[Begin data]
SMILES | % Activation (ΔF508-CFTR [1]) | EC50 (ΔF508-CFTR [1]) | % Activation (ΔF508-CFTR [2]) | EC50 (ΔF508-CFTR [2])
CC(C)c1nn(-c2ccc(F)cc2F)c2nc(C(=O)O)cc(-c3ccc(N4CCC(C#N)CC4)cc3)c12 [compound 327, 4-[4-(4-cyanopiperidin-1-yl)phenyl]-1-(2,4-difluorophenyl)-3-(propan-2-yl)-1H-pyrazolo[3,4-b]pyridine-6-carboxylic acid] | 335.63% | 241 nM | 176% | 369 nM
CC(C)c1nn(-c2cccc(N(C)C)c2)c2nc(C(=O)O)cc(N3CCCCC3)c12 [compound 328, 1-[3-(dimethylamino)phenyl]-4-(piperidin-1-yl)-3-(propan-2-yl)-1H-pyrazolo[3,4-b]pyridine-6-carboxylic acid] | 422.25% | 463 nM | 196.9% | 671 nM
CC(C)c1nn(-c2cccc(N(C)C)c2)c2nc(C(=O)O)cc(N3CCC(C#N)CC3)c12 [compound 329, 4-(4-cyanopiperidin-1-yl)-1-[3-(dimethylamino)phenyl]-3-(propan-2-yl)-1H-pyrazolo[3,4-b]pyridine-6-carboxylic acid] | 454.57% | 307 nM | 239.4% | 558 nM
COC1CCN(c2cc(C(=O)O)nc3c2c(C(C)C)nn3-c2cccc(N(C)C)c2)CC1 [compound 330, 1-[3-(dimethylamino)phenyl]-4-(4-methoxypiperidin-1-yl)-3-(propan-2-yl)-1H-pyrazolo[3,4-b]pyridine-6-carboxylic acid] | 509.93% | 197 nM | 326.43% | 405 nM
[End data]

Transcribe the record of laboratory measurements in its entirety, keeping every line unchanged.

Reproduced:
SMILES | % Activation (ΔF508-CFTR [1]) | EC50 (ΔF508-CFTR [1]) | % Activation (ΔF508-CFTR [2]) | EC50 (ΔF508-CFTR [2])
CC(C)c1nn(-c2ccc(F)cc2F)c2nc(C(=O)O)cc(-c3ccc(N4CCC(C#N)CC4)cc3)c12 [compound 327, 4-[4-(4-cyanopiperidin-1-yl)phenyl]-1-(2,4-difluorophenyl)-3-(propan-2-yl)-1H-pyrazolo[3,4-b]pyridine-6-carboxylic acid] | 335.63% | 241 nM | 176% | 369 nM
CC(C)c1nn(-c2cccc(N(C)C)c2)c2nc(C(=O)O)cc(N3CCCCC3)c12 [compound 328, 1-[3-(dimethylamino)phenyl]-4-(piperidin-1-yl)-3-(propan-2-yl)-1H-pyrazolo[3,4-b]pyridine-6-carboxylic acid] | 422.25% | 463 nM | 196.9% | 671 nM
CC(C)c1nn(-c2cccc(N(C)C)c2)c2nc(C(=O)O)cc(N3CCC(C#N)CC3)c12 [compound 329, 4-(4-cyanopiperidin-1-yl)-1-[3-(dimethylamino)phenyl]-3-(propan-2-yl)-1H-pyrazolo[3,4-b]pyridine-6-carboxylic acid] | 454.57% | 307 nM | 239.4% | 558 nM
COC1CCN(c2cc(C(=O)O)nc3c2c(C(C)C)nn3-c2cccc(N(C)C)c2)CC1 [compound 330, 1-[3-(dimethylamino)phenyl]-4-(4-methoxypiperidin-1-yl)-3-(propan-2-yl)-1H-pyrazolo[3,4-b]pyridine-6-carboxylic acid] | 509.93% | 197 nM | 326.43% | 405 nM